ALBERTO: I believe the best very short stories could not be anything else. Many stories I've read could have been made as novels, yes, but I find they never interest me that much. I always end up thinking, why did they bother writing this as anything other than a novel?
Sure, people like flash because it’s short—but is there more to it than that? Dinty Moore says, “What I love about exceptionally brief stories is the way that they often bring me to a point of recognition in a paragraph or two then leave me there, absolutely suspended. There is no gentle letdown, no winding down, no expulsion of air—just that wonderful moment.”
Q: For what other reasons, besides length alone, do readers like flash fiction?
ALBERTO: That "wonderful moment" is key, of course. There is also, at least in Latin American flash fiction, the recognition of familiar themes or characters in new or surprising combinations (because we are very interested in intertextual play), and what I call the delayed effect: the moment of comprehension that comes a few seconds after one has finished reading a story, when one's mind catches up with it and understands all its implications and allusions.
TARA: I like the rhythm of a good flash piece. I also like the careful language you often find, the lovely turns of phrases, the great sentence, the spot-on metaphor. Short can be super satisfying.
MEG: Flash is often loved for its urgency and beauty—for what is left out more than what is brought in. It feels like magic, the way a reader becomes more interested in what the writer has not written.
KUZHALI: I remember some readers saying that the shortness of my pieces was a drawback for them. I can’t recall anyone saying it was a plus.
AVITAL: Flash fiction can sustain poetry and lyricism and still convey a story. Anne Carson does it beautifully in longer pieces, like Autobiography of Red, but in a general manner it characterizes flash fiction.
BRUCE: I can tell you about one reader, Bruce Holland Rogers. The motivations of other readers I can only guess at, based on my own motivations.
I wish I knew the source of this quotation I read forty years ago: "What mutilates a man is that he imagines ten thousand lives but lives only one." In spite of the cost on my psyche, I want to imagine at least those ten thousand lives, and I have a better chance of reading ten thousand flashes than ten thousand novels.
That's one answer. Another is that I own a windup watch with a glass case that lets me watch the tiny spring and the balance wheel and those little gears all interacting, and re-reading a good flash fiction gives me the same sensations of admiration and delight.
Then there's Emily Dickinson's answer: "If I read a page and it makes my whole body so cold no fire can warm me I know that is flash fiction. If I feel physically as if the top of my head were taken off, I know that is flash fiction.”
FRANKIE: Flash fiction is sexy.
JOSEPHINE: Shorter fictions lend themselves to intrepidity, and I think readers are more willing to approach a flash piece on its own terms. While it’s as old a literary form as poetry or the more traditional-length short story, there are fewer fixed ideas out there about what it should be, what it should achieve. Perhaps owing to the fact that we have such a hard time naming it, this shadow-space between fiction and prose poetry—flash, vignette, short-short, etcetera—it’s somehow twisted free of any formal obligation.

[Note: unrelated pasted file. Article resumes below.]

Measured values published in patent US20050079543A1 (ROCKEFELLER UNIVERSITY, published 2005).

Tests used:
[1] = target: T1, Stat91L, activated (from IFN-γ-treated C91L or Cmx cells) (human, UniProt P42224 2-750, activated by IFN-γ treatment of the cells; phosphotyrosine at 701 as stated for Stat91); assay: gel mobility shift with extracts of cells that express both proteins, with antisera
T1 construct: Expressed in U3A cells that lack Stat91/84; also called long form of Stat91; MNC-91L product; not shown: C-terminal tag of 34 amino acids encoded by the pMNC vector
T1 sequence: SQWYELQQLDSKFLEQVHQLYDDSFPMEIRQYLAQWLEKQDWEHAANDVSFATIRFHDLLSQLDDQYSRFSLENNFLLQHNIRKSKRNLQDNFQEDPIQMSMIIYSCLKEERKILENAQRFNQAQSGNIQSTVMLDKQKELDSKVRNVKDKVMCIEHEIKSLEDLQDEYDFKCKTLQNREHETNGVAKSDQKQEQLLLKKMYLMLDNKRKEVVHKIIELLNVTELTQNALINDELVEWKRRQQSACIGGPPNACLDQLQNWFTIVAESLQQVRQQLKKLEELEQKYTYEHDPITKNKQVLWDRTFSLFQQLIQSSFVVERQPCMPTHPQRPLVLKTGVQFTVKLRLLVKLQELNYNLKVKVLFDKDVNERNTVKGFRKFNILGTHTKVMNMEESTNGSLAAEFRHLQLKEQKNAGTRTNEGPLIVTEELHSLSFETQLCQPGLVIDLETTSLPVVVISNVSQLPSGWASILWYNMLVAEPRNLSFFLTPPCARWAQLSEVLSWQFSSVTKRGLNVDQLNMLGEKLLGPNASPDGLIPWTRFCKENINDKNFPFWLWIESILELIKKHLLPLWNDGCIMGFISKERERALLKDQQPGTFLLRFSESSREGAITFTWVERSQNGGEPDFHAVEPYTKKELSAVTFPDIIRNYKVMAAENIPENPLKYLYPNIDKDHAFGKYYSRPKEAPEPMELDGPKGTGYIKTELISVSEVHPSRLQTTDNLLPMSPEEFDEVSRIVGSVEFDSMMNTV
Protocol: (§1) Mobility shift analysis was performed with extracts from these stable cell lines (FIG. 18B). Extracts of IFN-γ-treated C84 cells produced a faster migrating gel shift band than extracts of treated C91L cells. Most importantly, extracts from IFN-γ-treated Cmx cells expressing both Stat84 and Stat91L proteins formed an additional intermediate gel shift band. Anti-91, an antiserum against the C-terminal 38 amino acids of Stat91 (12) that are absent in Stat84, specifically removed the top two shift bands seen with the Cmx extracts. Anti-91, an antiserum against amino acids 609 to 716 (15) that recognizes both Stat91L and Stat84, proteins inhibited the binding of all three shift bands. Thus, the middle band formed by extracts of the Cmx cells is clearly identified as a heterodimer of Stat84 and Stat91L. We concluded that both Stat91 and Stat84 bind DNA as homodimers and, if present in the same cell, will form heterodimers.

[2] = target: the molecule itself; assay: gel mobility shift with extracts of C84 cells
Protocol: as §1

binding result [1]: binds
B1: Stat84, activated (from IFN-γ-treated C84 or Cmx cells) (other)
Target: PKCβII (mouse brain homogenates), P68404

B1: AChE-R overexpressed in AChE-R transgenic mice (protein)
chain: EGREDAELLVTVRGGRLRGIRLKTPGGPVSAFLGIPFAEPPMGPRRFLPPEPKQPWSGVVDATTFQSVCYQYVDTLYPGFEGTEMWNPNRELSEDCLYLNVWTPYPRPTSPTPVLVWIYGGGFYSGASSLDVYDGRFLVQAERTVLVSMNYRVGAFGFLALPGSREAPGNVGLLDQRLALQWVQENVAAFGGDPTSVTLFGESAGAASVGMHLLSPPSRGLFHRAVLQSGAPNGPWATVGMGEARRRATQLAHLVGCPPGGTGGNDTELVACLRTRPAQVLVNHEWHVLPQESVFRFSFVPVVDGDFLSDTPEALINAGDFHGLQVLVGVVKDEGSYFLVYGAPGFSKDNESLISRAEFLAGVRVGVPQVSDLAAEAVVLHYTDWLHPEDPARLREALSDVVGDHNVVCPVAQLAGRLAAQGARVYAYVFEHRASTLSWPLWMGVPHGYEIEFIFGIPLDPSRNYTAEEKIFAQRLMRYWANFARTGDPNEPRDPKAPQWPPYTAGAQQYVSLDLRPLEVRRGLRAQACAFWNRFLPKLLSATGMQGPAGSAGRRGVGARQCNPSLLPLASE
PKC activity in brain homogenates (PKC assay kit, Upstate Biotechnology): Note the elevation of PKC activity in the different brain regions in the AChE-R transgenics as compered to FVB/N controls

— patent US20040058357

To put it more simply: its dissidence.
Elmore Leonard is known for saying, “I try to leave out the parts that people skip.”
Q: What do you skip in your flash fictions?
TARA: The yawning, the getting to-and-from, the hellos and goodbyes and how are yous, the getting ready for bed, all that came before and all that comes after.
AVITAL: Usually introductions are unnecessary, as are explanations and an end that goes over the exact point where the flash is at its strongest.
ETGAR: I try to skip everything I can. For me flash fiction is more of a motion than a body. It is less a tiny universe and more like skipping rocks on a lake.
It is all about keeping the tone. A flash story's equilibrium is for me its tone. It is much more essential to the story than its plot.
ALBERTO: Exposition and traditional denouements, mostly. It can be hard when one's not creating a realistic, conventional setting and is trying something else instead, but the trick in any case is to condense as much information as possible into that little space one has to work in. Also, I never write “morals.”
BRUCE: The brilliant Ray Vukcevich says that he composes by writing down the "constant linguistic rumbling" and "narrative mutterings" that offer themselves up, and then he throws out the boring parts. I'm not as good as Vukcevich at catching the constant linguistic rumbling, and so I plan more than he does, but I endorse the practice of throwing out the boring parts. Indeed, I try to throw out the boring parts before I write them down.
FRANKIE: In a short story I spend time exploring the psychological nature of the main character whereas in flash I skip the usual raft of character traits. Lately I’ve been experimenting with the “dispassionate narrator,” which lends itself to a philosophical tone.
MEG: Urgency is best accomplished through specification of detail and working carefully and honestly with sensory information. What should often be left out (and what most people skip) are the realities, the facts.
JOSEPHINE: Tacked above my friend’s desk is a sign: CAUSALITY IS A BITCH. And even in longer fiction, it’s best when causality is somewhat metabolized, suggested rather than plodded through, but flash necessarily does away with it to the greater extent.
(On this, I love John Edgar Wideman’s “Stories”: “Where is he coming from. Where is he going. Why is he eating a banana. How hard is the rain falling. Where did he get the banana. What is the banana’s name…”)
Talat Abbasi has said, “I am, on the whole, a person of few words. I studied in a convent in Karachi where the nuns said, ‘Economy in everything, including words.’”
Q: Who, or what, has influenced you in writing flash fiction?
MEG: The music of Joni Mitchell, John Darnielle. Mr. Bridge and Mrs. Bridge by Evan Connell. Black Tickets by Jayne Anne Phillips. The prose poems of Russell Edson and Charles Simic.
ALBERTO: My greatest influences come from a few writers of the Latin languages branch of flash fiction: especially, Mario Levrero, Jorge Luis Borges, Edmundo Valadés, and Italo Calvino. Each of them used the form in his own way.
ETGAR: I majored in math in high school and kept studying it in university. The esthetic of a good proof has a lot to do with how short and intuitive it is.